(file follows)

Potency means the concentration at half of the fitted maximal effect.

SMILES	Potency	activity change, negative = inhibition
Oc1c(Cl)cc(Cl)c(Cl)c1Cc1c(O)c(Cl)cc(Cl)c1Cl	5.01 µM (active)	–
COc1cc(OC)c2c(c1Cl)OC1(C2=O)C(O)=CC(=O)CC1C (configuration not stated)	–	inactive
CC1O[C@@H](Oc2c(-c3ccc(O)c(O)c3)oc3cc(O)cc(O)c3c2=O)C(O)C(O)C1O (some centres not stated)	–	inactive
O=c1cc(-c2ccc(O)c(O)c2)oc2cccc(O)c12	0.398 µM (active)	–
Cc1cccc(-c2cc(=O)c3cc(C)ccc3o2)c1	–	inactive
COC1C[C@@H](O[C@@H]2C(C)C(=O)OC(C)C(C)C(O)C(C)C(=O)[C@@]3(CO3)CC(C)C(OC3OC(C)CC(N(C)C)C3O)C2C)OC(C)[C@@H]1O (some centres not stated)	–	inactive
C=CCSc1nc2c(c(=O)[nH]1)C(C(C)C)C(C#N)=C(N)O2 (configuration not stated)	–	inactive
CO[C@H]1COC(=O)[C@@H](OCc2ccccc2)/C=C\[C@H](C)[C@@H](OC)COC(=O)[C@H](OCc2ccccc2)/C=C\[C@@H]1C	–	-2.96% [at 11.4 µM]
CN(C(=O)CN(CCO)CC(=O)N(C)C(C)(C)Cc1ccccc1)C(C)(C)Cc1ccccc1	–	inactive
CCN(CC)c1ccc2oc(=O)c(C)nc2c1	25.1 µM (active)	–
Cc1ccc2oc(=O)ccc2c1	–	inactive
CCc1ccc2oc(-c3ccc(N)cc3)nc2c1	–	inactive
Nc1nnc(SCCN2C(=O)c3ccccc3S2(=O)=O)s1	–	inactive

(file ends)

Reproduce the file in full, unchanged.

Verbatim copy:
Potency means the concentration at half of the fitted maximal effect.

SMILES	Potency	activity change, negative = inhibition
Oc1c(Cl)cc(Cl)c(Cl)c1Cc1c(O)c(Cl)cc(Cl)c1Cl	5.01 µM (active)	–
COc1cc(OC)c2c(c1Cl)OC1(C2=O)C(O)=CC(=O)CC1C (configuration not stated)	–	inactive
CC1O[C@@H](Oc2c(-c3ccc(O)c(O)c3)oc3cc(O)cc(O)c3c2=O)C(O)C(O)C1O (some centres not stated)	–	inactive
O=c1cc(-c2ccc(O)c(O)c2)oc2cccc(O)c12	0.398 µM (active)	–
Cc1cccc(-c2cc(=O)c3cc(C)ccc3o2)c1	–	inactive
COC1C[C@@H](O[C@@H]2C(C)C(=O)OC(C)C(C)C(O)C(C)C(=O)[C@@]3(CO3)CC(C)C(OC3OC(C)CC(N(C)C)C3O)C2C)OC(C)[C@@H]1O (some centres not stated)	–	inactive
C=CCSc1nc2c(c(=O)[nH]1)C(C(C)C)C(C#N)=C(N)O2 (configuration not stated)	–	inactive
CO[C@H]1COC(=O)[C@@H](OCc2ccccc2)/C=C\[C@H](C)[C@@H](OC)COC(=O)[C@H](OCc2ccccc2)/C=C\[C@@H]1C	–	-2.96% [at 11.4 µM]
CN(C(=O)CN(CCO)CC(=O)N(C)C(C)(C)Cc1ccccc1)C(C)(C)Cc1ccccc1	–	inactive
CCN(CC)c1ccc2oc(=O)c(C)nc2c1	25.1 µM (active)	–
Cc1ccc2oc(=O)ccc2c1	–	inactive
CCc1ccc2oc(-c3ccc(N)cc3)nc2c1	–	inactive
Nc1nnc(SCCN2C(=O)c3ccccc3S2(=O)=O)s1	–	inactive